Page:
PA Sport is to downgrade its coverage of county cricket this season, resulting in a sizeable loss of work for around 20 freelance journalists.

The Howden-headquartered sports news service has for years paid journalists to report directly from the grounds attached to the 18 County Championship sides.

However, it says it will now generate coverage from its head office in East Yorkshire based on score updates and Twitter feeds.

PA Sport’s customers include most regional and national newspapers, with many relying on PA for their cricket coverage.

PA Sport is to take its cricket coverage in-house

Many regional newspapers’ rely on PA Sport for their cricket coverage

Now the Cricket Writers’ Club has formally complained to the England and Wales Cricket Board, the sport’s governing body, with the backing of the Sports Journalists’ Association.

Mark Baldwin, The Times cricket writer and the chairman-elect of the club, said: “The Cricket Writers’ Club is deeply concerned about what this will likely mean for county cricket coverage, generally.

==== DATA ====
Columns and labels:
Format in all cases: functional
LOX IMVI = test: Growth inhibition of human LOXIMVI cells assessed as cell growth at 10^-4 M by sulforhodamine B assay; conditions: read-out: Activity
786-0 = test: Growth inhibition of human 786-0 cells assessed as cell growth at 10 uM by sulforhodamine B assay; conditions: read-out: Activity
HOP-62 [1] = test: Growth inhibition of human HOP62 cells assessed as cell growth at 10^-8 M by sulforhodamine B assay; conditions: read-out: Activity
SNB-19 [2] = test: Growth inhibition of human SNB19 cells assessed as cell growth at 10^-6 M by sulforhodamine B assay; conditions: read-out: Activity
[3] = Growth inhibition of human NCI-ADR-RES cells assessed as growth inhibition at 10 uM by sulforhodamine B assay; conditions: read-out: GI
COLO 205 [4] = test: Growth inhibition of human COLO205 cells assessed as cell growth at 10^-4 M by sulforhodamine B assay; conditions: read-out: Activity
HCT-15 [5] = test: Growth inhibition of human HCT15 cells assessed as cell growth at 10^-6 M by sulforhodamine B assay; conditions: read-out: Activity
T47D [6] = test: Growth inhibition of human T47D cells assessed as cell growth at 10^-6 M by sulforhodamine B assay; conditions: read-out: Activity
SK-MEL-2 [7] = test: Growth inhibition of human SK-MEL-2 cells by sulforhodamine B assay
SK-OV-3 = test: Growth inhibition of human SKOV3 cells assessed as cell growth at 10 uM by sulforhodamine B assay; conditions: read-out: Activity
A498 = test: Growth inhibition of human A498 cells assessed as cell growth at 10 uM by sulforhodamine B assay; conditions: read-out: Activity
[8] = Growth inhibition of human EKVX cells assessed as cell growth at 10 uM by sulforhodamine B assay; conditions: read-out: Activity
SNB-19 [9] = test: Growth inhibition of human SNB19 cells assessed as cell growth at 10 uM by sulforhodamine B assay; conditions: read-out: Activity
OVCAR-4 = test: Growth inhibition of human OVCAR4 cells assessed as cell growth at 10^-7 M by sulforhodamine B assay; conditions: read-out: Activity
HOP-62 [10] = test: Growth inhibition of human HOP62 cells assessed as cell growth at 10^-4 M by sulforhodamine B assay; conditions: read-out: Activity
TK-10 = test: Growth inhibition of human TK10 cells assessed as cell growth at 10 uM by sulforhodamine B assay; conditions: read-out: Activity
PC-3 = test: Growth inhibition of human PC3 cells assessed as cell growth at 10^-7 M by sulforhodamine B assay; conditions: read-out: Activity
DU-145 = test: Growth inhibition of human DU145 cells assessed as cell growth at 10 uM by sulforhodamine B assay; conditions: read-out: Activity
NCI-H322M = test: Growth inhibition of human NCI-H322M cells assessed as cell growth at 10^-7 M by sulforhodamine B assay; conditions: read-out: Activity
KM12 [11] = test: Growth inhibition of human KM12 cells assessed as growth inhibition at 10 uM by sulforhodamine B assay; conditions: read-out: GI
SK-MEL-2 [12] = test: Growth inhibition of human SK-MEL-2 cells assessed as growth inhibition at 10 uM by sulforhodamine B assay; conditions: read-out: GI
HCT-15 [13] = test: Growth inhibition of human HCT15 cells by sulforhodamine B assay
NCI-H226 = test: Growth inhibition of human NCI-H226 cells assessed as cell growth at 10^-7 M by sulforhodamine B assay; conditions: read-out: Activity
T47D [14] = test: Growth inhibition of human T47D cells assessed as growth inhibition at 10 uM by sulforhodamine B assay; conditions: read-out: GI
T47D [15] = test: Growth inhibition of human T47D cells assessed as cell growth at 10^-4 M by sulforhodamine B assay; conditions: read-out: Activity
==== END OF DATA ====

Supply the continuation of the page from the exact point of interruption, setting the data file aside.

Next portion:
“It is conceivable that some county matches this summer will be played with no written media in the press box at certain times, as a lot of regional freelances see the PA contract as the basis for their commitment to attend every day of their county club’s home matches.

“The CWC has written to David Collier, the chief executive of the ECB, to make him aware of the development and to outline our grave concerns at the ramifications of the PA decision – for English cricket – and he has already replied to say that the Board ‘shares our concerns’ and promising to raise the issue with PA. We are now awaiting the outcome of that.”

PA Sport previously tried to take county cricket coverage in-house in 2001, but swiftly reconsidered after protests from customers.

Ashley Broadley, PA’s sports editor, told that PA had “a strong commitment” to covering the sport, “but when planning how to allocate our resources this year we took the decision to bring coverage of the county game in-house”.

The Sports Journalists’ Association said it had been contacted by many cricket writers and that there was “widespread anger at the timing of the announcement”. The season starts on April 6.

SJA secretary Steven Downes added: “This is the latest example of the erosion of the worth of proper journalistic values, and it undermines, yet again, the work of many of our members.

“How PA can fulfil their obligations to the ECB when they do not staff county cricket matches remains to be explained.

“The SJA calls on PA Sport to reconsider its position and ask them to make a decision that will uphold the integrity of its county cricket coverage.”